The Joplin Globe, Joplin, MO

Best of Branson

August 16, 2013

Hatchery an indoor, outdoor experience

BRANSON, Mo. — Leah Eden gets excited when she talks about the way children react to Shepherd of the Hills trout hatchery.

"Kids will come in the front door and stop in their tracks," said Eden, public information officer for the 211-acre Department of Conservation hatchery. "Their jaws drop, and you will hear them scream. We have snakes and turtles and frogs and spiders. There are native fish like bass and sunfish to look at, and we have our 3,500-gallon aquarium where you can get eyeball to eyeball with large trout."

While visitors to the education center get a through-the-glass peek at many of Missouri's native fish, reptiles and other animals inside, outside visitors get a hands-on experience feeding the hatchery's main attraction, the trout.

"The No. 1 thing that kids like to do when they are here is feed the fish," she said. "They love something that's hands on, and they get a lot of enjoyment from watching the fish eat."

The hatchery's open-air, outdoor concrete pools, called raceways, contain more than 700,000 rainbow and brown trout of varying sizes and maturity at any given time. Visitors are encouraged to walk around the complex and feed handfuls of special trout feed to the hatchery's growing inhabitants.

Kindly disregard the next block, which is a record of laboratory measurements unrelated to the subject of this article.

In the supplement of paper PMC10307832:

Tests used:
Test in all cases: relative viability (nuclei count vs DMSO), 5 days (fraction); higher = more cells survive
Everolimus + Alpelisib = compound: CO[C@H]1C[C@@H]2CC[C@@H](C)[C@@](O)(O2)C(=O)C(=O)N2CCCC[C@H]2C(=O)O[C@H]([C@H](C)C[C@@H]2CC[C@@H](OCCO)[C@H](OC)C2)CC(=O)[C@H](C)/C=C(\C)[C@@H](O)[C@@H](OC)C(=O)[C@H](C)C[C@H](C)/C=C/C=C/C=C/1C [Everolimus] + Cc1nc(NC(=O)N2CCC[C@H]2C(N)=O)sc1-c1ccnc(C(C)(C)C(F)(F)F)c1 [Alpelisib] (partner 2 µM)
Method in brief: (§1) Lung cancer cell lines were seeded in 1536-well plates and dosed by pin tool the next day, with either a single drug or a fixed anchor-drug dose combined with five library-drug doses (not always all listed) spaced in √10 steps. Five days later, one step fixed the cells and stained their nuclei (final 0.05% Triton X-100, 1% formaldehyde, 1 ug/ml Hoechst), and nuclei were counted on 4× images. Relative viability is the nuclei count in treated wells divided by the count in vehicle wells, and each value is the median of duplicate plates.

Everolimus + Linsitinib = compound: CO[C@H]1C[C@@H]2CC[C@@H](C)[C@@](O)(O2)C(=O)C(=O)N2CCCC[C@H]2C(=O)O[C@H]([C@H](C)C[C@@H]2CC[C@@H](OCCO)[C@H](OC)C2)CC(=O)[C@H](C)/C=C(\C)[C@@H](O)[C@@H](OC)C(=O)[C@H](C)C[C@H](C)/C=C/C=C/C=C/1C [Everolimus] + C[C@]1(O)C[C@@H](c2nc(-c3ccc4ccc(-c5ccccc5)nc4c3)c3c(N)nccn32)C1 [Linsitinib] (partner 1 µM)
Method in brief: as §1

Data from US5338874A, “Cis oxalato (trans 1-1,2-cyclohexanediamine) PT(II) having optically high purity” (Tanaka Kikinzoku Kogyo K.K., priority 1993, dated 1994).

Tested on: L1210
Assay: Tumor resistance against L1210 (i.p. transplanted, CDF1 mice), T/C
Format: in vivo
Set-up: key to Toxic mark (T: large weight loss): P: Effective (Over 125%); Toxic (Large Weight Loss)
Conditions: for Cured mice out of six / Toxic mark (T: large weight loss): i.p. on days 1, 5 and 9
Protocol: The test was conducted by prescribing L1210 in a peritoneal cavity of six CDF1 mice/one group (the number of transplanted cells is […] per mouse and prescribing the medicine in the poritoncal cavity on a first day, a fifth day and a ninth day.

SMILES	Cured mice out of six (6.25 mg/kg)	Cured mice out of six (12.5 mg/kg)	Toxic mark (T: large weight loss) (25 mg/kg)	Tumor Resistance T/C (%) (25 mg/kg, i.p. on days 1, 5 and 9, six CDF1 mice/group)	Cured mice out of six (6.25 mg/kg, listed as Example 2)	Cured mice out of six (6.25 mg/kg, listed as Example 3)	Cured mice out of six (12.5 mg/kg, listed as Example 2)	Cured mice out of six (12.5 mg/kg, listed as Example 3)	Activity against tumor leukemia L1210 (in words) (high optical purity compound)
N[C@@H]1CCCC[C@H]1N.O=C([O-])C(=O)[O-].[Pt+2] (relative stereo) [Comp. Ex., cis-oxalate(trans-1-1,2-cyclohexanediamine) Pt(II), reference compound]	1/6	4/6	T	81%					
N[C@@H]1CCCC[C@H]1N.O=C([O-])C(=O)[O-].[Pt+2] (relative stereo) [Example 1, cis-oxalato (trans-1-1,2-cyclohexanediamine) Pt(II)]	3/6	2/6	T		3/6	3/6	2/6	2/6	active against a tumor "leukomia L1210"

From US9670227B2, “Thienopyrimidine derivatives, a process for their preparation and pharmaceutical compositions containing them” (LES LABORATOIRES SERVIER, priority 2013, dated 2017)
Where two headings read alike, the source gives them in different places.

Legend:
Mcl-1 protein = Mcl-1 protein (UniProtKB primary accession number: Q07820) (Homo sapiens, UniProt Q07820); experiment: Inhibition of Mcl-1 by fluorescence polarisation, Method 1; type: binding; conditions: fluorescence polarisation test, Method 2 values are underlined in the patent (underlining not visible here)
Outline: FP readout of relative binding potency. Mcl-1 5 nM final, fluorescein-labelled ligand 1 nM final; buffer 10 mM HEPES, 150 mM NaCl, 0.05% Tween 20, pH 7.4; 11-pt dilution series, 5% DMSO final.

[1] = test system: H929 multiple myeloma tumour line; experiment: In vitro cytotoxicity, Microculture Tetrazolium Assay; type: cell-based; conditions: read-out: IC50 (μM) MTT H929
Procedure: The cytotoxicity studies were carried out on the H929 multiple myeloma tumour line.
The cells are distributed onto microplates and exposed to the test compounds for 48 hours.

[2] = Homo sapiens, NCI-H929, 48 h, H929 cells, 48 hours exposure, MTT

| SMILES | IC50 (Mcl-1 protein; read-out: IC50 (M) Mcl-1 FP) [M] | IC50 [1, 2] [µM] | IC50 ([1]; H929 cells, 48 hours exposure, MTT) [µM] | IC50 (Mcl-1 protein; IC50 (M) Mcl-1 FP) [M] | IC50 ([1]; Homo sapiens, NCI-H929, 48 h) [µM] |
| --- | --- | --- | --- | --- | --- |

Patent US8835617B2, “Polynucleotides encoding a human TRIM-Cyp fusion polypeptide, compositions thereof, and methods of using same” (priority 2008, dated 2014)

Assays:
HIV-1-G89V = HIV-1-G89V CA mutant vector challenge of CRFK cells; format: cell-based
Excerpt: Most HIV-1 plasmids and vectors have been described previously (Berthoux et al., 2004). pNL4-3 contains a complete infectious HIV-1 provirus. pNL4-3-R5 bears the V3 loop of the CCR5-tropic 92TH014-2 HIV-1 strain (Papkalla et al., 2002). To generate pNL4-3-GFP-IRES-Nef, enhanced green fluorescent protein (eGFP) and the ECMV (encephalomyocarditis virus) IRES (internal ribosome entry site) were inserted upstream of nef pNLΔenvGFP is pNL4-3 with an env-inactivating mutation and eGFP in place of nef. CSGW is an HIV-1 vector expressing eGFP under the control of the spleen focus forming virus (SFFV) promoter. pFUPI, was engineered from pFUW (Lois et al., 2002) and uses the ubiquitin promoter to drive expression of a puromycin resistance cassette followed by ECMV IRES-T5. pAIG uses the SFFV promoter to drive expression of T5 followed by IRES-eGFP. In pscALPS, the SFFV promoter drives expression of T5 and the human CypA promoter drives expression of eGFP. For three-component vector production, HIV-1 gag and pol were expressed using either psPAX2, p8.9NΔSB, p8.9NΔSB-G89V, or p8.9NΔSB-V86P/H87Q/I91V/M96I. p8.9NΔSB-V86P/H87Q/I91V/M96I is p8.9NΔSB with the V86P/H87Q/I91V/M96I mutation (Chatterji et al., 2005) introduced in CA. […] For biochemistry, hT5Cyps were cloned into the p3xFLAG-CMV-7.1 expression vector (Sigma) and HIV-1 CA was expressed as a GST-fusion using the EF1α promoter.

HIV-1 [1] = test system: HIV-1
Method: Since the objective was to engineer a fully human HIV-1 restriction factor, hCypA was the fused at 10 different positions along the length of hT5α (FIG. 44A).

More than 250,000 visitors make the trek to the 55-year-old hatchery -- the state's largest -- every year. The Shepherd facility is the centerpiece of Missouri's trout production program. The complex also offers a view of Table Rock Dam and has fishing and boating access to Lake Taneycomo.

Eden said that one of the hatchery staff's missions is to educate adults and children alike.

"One of the main messages we want to get across is that kids are our future conservationists," she said. "We want to get them connected with nature. So many people live in town now. We want to make sure that they realize where their food comes from."

The key to understanding the food chain and its importance is education, Eden said. The programs at the hatchery are geared toward helping visitors reconnect with nature and understanding the importance of protecting natural resources.

Eden said that understanding the life cycle of trout and their importance to Missouri's food chain and economy is important, and at the end of the day, fishing is just fun, too.

"We stock a lot of fish into Taneycomo," she said. "When we have people say that they are not catching any fish, I ask them, ÔWhat are you using?' Sometimes if the generators are running, that can make the fishing a little tougher. But we stock a lot of fish. They are out there."

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